Wholesome and delicious, these pumpkin muffins are everything you could want in a baked snack. They’re light, fluffy and moist, with a hint of warming cinnamon for an extra-comforting vibe. And as you might expect, our recipe has a unique twist. We’ve added a few drops of red mandarin essential oil to give these pumpkin muffins a lively splash of citrus. Anyone else getting hungry?
Muffins are a popular treat to tuck into at coffee shops or bake at home. From chocolate chip to blueberry, there are all sorts of delicious flavors to choose from. However, here in the UK, the word ‘muffin’ originally referred to a different type of snack. Traditional English muffins are small, round flatbreads that are cooked on a griddle and date back to the 1700s. Meanwhile, the baked, cupcake-shaped style – also called a quick bread muffin – originated in the United States in the 1800s. You can easily identify them by their iconic domed top, and it’s this American version that we’ve based our recipe for pumpkin muffins on. The main difference between muffins and cupcakes is that cupcakes tend to be sweeter and topped with icing or buttercream. Muffins, on the other hand, have a denser texture and more homely decorative style. There are no real restrictions in terms of what ingredients and flavors you can use when making muffins. You’re free to add all kinds of extras to the mix before baking, such as nuts, fruit, seeds, and chocolate chips. For a more unusual twist, you could include a food-grade essential oil, like we’ve done in this pumpkin muffins recipe. This versatility allows you to create muffins that are suitable for enjoying at any time of day, from breakfast to dessert!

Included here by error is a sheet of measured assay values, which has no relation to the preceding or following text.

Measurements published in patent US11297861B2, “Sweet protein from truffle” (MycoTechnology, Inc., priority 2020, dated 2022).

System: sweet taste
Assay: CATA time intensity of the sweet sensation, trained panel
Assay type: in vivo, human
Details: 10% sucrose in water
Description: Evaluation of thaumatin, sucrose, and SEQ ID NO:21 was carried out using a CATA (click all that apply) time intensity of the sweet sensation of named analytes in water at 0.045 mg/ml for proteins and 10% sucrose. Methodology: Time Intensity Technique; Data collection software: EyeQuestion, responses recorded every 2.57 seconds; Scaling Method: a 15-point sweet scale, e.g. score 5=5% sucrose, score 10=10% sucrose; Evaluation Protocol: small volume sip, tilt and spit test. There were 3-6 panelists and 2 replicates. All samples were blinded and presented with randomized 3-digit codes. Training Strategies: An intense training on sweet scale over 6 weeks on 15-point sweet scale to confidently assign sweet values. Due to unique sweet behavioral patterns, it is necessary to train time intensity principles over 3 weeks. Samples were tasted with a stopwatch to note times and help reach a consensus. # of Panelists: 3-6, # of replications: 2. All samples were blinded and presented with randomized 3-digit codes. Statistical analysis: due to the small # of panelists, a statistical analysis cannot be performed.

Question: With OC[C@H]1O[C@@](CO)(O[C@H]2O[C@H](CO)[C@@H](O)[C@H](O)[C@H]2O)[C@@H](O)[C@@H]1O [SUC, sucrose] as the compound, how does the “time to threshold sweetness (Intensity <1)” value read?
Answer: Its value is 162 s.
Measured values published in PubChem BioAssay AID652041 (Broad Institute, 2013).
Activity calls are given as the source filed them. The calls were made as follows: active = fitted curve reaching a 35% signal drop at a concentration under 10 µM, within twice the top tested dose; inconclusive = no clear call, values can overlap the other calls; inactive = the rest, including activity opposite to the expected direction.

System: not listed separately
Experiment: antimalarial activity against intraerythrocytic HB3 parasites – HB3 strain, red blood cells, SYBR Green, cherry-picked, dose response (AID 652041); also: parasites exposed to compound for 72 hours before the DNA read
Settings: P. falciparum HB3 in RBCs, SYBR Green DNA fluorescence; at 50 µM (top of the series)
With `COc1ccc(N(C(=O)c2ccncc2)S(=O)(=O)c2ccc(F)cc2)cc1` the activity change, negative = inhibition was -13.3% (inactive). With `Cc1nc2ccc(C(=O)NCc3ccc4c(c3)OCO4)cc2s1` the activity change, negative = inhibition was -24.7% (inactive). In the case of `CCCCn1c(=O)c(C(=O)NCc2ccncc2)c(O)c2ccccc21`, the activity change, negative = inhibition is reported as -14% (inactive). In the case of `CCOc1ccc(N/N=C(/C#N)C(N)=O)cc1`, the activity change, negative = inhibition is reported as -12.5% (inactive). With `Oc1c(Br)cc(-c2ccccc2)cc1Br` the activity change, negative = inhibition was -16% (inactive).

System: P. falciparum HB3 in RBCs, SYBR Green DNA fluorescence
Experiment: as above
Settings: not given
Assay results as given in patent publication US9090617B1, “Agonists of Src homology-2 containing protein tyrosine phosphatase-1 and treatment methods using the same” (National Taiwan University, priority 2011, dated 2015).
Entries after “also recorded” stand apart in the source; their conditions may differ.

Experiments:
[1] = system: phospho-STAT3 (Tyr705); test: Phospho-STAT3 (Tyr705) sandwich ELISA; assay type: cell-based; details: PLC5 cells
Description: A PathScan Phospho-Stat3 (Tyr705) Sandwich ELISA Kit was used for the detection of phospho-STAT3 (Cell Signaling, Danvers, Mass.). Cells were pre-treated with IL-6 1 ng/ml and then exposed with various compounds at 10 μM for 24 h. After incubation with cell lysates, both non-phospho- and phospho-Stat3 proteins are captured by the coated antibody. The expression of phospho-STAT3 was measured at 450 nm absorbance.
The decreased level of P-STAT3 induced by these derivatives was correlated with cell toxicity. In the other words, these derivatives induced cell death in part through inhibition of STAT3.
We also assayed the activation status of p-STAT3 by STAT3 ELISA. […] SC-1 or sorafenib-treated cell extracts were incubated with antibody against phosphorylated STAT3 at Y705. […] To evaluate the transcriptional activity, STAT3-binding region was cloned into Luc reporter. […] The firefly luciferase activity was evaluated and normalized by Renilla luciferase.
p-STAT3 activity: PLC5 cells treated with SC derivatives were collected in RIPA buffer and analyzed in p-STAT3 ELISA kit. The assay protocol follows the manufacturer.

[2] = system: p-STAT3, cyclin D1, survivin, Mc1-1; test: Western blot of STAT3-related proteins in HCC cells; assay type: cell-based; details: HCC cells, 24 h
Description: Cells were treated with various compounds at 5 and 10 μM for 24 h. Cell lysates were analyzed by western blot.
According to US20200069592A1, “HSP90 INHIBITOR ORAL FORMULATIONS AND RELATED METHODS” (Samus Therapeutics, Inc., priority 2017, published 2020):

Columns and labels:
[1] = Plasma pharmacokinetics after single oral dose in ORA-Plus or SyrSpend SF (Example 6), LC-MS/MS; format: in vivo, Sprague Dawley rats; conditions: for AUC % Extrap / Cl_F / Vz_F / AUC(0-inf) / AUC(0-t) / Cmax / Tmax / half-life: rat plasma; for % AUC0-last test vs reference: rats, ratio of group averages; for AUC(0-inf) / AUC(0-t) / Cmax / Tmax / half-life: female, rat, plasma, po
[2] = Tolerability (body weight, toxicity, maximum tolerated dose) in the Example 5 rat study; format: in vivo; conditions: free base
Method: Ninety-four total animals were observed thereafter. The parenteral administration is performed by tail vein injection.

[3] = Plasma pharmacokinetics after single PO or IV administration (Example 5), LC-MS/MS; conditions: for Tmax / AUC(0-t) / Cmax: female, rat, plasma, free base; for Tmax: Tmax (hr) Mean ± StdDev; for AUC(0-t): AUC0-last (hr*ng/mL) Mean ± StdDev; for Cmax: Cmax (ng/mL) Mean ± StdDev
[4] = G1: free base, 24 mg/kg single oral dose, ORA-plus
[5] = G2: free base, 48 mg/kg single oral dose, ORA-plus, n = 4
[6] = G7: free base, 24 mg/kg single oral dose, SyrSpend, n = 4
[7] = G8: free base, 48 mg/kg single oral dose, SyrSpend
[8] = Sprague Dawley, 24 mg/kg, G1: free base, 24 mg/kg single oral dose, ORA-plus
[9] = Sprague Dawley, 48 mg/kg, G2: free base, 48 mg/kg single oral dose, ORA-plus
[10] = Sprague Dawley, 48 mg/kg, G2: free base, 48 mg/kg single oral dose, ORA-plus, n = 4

Pumpkin: an autumn classic
From pumpkin spice lattes to Halloween decorations, pumpkins are a quintessential part of autumn in many countries. With their vivid orange hue, impressive nutritional profile, culinary versatility and unique taste, the popularity of pumpkins is hardly surprising. But they have a far longer history than you might realize. Experts believe that pumpkins were first cultivated in Mexico over 7,500 years ago.(1) These original variations were smaller and harder than modern pumpkins, with a more bitter taste. Their durability made them a reliable crop in harsh weather. As such, they were likely a staple part of the Aztec and Mayan diet. When the Spanish arrived, they brought pumpkin seeds back to Europe and its popularity spread around the world. Many of us probably assume that the tradition of carving pumpkins for Halloween started in America. However, we can actually trace it back to here in the UK.(2) During the Celtic festival of Samhain, which inspired several modern Halloween traditions, people would carve terrifying faces into turnips. They would then place candles inside the hollowed-out vegetables, both to provide light and ward off restless souls. When Irish immigrants arrived in North America, they brought these traditions with them. Finding that pumpkins were far better for carving faces into than turnips, the squash quickly became the medium of choice. And now it’s impossible to imagine Halloween without them! Of course, in addition to their decorative uses, pumpkins are a great source of nutrition. It’s possible to eat almost every single part of the plant, including the seeds, skin, leaves, pulp, and flowers. Plus, we can use them in all kinds of delicious recipes, from pumpkin muffins to soup, curry, pies, and stews. Whichever way you enjoy them, pumpkins also offer some powerful health benefits.